Those agonizing over the future of local news may take heart at the success of MinnPost.com, the online news site founded by former Minneapolis Star Tribune publisher Joel Kramer, which turned two on Sunday. The nonprofit site held a birthday bash for its members yesterday and about 175 people turned up, Kramer said. Attendees munched on cake, participated in a local news trivia contest, and received a copy of the second annual Best of MinnPost, a forty-page tabloid featuring some of the staff’s best work from its second year. MinnPost printed 10,000 copies of the ink-on-paper commemorative edition, distributing most of them at Dunn Bros Coffee shops.
With MinnPost securely past the startup phase, Kramer is now focusing on securing sustainable revenue streams for the site, which bills itself as offering “a thoughtful approach to news.” Kramer sees potential in attracting members, “news-intense people who care about Minnesota.” They are willing to pay for quality content, he said.
CJR Encore Fellow Jill Drew recently exchanged e-mails with Kramer regarding the site’s two-year milestone.
Jill Drew: What are the two stories published so far of which you are most proud?
Joel Kramer: On [the] investigative front: http://www.minnpost.com/stories/2008/11/17/4549/twin_cities-area_schools_more_segregated_than_ever. [On the] political analysis front, there are so many that I can’t really pick one, but here’s a very recent example I like a lot.
JD: What two MinnPost features are most popular with readers?
JK:: This is clearly our most popular. Focuses primarily (but not exclusively) on Minnesota media, both the journalism and the business. Combines great reporting, analysis and commentary. Second-most is this roundup (with attitude) of what’s in the local news outlets today.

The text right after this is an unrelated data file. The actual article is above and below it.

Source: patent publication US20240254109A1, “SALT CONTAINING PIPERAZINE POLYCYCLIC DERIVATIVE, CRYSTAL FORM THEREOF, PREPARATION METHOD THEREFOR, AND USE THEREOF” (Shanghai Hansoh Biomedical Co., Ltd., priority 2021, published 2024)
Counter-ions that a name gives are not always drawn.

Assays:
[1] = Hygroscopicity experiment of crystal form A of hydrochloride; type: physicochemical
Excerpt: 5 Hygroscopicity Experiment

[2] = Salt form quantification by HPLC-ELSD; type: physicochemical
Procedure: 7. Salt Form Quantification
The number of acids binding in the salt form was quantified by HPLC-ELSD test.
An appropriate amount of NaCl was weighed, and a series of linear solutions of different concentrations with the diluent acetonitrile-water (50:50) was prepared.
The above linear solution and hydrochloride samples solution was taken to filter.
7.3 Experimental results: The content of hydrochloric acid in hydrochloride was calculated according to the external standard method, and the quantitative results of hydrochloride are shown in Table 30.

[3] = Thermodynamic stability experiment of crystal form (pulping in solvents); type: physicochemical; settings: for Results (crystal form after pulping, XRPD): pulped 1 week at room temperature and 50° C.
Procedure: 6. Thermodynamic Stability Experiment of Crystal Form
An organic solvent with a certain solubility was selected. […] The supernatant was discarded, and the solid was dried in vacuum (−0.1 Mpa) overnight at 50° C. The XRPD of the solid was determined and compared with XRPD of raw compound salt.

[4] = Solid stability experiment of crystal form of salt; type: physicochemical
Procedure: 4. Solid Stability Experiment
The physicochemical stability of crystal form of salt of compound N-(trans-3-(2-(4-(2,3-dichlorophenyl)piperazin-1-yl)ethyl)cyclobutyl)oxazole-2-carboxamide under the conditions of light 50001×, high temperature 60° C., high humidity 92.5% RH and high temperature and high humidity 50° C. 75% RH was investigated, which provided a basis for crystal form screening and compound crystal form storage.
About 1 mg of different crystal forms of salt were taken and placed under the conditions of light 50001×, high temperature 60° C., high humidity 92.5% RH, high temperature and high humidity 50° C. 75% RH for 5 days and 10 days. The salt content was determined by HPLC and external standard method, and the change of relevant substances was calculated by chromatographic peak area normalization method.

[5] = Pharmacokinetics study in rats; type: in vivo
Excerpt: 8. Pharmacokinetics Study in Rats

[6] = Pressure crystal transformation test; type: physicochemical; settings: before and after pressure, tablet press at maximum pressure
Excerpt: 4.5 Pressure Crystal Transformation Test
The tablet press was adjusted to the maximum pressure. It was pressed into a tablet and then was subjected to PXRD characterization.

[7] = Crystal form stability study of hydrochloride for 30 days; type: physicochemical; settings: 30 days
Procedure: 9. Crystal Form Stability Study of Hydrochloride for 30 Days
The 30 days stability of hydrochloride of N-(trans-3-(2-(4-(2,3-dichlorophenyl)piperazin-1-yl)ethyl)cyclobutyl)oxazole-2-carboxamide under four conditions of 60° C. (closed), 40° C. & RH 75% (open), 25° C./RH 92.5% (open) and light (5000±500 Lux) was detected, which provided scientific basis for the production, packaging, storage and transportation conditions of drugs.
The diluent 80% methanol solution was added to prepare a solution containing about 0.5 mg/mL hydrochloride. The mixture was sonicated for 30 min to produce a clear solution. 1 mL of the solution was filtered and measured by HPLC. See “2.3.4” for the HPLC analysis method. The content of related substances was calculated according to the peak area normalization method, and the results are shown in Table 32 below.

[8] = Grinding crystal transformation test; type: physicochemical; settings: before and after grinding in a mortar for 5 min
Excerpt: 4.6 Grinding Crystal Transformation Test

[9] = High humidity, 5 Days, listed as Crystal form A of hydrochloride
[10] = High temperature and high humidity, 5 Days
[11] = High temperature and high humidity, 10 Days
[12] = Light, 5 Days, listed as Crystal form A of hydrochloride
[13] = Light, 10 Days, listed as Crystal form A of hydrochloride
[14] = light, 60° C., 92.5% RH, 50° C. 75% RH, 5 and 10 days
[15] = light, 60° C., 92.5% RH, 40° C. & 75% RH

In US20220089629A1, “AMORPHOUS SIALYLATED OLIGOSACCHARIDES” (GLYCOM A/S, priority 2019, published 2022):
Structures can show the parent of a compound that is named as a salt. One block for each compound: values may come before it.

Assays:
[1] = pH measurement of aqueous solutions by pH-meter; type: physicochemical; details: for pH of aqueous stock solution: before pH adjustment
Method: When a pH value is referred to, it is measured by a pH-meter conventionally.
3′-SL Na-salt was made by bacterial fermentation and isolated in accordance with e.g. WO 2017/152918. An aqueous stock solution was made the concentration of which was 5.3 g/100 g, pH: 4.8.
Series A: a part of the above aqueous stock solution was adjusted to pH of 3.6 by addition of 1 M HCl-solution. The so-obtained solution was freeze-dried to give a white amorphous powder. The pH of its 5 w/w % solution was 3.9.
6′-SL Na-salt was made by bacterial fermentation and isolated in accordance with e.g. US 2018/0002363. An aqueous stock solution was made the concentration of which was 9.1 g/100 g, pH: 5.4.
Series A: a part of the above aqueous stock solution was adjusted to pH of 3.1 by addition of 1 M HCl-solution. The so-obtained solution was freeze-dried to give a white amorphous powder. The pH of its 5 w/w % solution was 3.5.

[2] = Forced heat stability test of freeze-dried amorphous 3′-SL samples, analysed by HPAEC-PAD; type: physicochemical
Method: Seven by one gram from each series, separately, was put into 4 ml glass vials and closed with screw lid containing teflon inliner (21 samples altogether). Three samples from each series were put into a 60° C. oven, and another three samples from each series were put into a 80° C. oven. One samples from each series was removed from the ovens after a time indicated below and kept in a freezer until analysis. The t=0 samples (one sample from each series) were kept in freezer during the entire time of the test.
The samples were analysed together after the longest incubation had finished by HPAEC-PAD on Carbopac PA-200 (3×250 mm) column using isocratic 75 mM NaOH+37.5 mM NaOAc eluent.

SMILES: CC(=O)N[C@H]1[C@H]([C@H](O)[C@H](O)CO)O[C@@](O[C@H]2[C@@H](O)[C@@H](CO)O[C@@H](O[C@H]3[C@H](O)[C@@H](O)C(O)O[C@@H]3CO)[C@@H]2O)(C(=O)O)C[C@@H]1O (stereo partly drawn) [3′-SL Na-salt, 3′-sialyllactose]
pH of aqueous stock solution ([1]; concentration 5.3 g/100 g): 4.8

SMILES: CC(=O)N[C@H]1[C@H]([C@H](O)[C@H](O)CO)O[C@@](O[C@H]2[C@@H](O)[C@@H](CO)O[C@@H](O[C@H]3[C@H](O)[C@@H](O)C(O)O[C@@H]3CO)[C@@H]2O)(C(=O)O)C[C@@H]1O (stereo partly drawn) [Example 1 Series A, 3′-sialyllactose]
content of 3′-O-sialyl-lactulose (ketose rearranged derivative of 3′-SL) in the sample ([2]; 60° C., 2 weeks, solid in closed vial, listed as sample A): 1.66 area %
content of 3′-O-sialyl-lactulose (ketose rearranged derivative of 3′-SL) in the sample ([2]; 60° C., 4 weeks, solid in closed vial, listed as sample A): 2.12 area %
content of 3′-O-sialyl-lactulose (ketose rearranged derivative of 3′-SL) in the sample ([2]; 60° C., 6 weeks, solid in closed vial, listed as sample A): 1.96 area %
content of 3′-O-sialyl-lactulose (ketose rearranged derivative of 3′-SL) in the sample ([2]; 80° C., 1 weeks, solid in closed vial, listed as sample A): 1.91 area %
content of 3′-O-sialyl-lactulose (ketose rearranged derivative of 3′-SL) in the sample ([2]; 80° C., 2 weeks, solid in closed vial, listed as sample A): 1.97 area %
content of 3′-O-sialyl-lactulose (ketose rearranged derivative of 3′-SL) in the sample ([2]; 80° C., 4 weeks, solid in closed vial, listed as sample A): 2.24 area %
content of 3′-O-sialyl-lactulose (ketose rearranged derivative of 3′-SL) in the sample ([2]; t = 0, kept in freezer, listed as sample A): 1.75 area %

JD: What are the two biggest lessons you’ve learned as CEO and editor of MinnPost?
JK: 1. Create compelling content, and you’ll build a dedicated, even passionate, audience.
2. If you’re going to pay for the journalism as we do (rather than focus on aggregation and free content), you need to develop numerous revenue streams to make this work.
3. Unique monthly visitors are a very poor measure of how a local site is doing. It’s repeat visitors and visits, not passersby, that matter.
JD: What are your two biggest worries about the future of MinnPost?
JK: 1. That we won’t be able to grow our advertising, sponsorship, and membership revenues as fast as we need to, to sustain the spending level that we need to serve our growing audience.
2. See number one.
JD: What two pieces of advice do you have for those hoping to set up their own online news operations?
JK: 1. If you’re planning spend real money on the journalism, raise enough $$ before you start to cover a couple of years of operations.
2. Find your voice—be distinctive.Jill Drew is a 2009-2010 Encore Fellow at CJR. She was an associate editor at The Washington Post until August 2009. For nine of her fourteen years at the newspaper, she was assistant managing editor for financial news.